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momaha momaha.com

where moms connect

volume 3 路 issue 5

May 2012

the magazine

GardeninG 101

pg. 8

plus

Date Night Ideas


Heroics inspired by the heart of a hero.

I

saac entered this world with a complex heart defect, resulting in only one functioning ventricle, the second chamber all but missing.

scarred and damaged tissue was repaired, and a patch positioned in his heart,  ­€‚ƒ„……‚†…‡‚ …‚€…‡‚ ˆ‚‰­Š developed ventricle.

In a revolutionary, new open-heart surgery pioneered by cardiac specialists at Children’s Hospital & Medical Center,

Two years later, Isaac is ready to face all foes, a caped crusader with the heart of a hero.

Visit ChildrensOmaha.org for more information on how we can help your child. For a pediatrician, family physician or pediatric specialist, call 1.800.833.3100.


Superheroes Aren’t Born,

They’re Made

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From the editor

momaha where moms connect vOLUME 3 · ISSUE 5 · MAY 2012 momaha.com editor J O S I E LOZ A josie.loza@owh.com 402-444-1075

editorial director & designer

ALYSSA SCHUKAR/THE WORLD-HERALD

CHRIS CHRISTEN chris.christen@owh.com 402-444-1094

creative director & designer A N A N DA S pA DT

copy editor AMY LaMAR

production coordinator pAT R I C I A “ M U R pH Y ” B E N O I T

on the cover G a b r i e l R u ny o n , a s i x t h g r a d e r a t K i n g S c i e n c e & Te c h n o l o g y M a g n e t C e n t e r, u s e s a l l h i s m i g h t t o p u l l w e e d s l a s t S e p t e m b e r. p h o t o g r a p h e d b y C H R I S M AC H I A N / THE WORLD -HERALD

contributing writers K I M C A R pE N T E R TINA KING A M Y TO KO S C AT KO E H L E R M A DA LY N S H E A

to advertise, contact KRISTINE BUHMAN kristine.buhman@owh.com 402-444-1442 MICHAELA HANEY michaela.haney@owh.com 402-444-1489

Momaha Magazine is a monthly publication of the Omaha World-Herald, 1314 Douglas St., Suite 600, Omaha NE 68102. Momaha is a registered trademark, and all content is copyright 2012 by the Omaha World-Herald. All rights reserved. The opinions and perspectives published herein are those of the authors and should not be construed as those of Momaha Magazine.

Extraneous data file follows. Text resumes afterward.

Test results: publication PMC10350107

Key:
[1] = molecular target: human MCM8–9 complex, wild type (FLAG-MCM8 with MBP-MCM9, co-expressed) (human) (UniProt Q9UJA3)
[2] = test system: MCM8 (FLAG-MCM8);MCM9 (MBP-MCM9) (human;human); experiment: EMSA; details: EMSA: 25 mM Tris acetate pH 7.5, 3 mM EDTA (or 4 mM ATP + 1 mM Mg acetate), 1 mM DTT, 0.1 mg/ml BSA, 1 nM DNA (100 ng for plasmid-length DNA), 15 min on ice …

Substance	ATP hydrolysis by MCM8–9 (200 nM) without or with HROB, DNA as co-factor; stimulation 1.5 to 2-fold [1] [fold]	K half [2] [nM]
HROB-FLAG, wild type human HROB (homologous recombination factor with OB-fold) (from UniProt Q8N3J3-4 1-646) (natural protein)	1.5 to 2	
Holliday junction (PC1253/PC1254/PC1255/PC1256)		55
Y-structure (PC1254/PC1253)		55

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I

Me? A Gardener?

have a confession. I’m a poser – a garden poser. All of my houseplants are in sorry shape. I don’t have a green thumb – only a green face when I see bugs. Eww! I love spring flowers and homegrown fruits and vegetables, especially tomatoes, peppers and watermelon - from my father’s garden. He spends countless hours there potting, digging and sweating. I felt bad last spring when I accidentally received credit for his work. I was having a garage sale at my parents’ house when a Bellevue Garden Club representative stopped by to ask if my parents (Benjamin and Rose) wanted to participate in the annual garden walk. “Sure,” I said. “What an honor.” I filled out the participation form for my parents. I gave this description about the garden: Eclectic mixes of exotic plants and yard art; a rose-adorned gazebo; stone walkways leading to Greek-inspired statues; a generously landscaped retaining wall; shade-loving annuals and perennial plants; fruits and vegetables. When the tour was announced, my name was associated with the garden. I felt horrible because I have never done any weeding, tilling, planting or watering. To be honest, my mom hasn’t either. Dad gets total credit for the bountiful flowers, lush green grasses and scrumptious veggies. He often recruits my 4-year-old, Alejandra, to help. She loves every dirt-tossing, worm-relocating, digging minute with “Papa.” Have at it, Alejandra. You’re not going to find me in the garden with those creepy crawlers slithering around in the dirt. Not a chance. I’m quite happy watching from afar.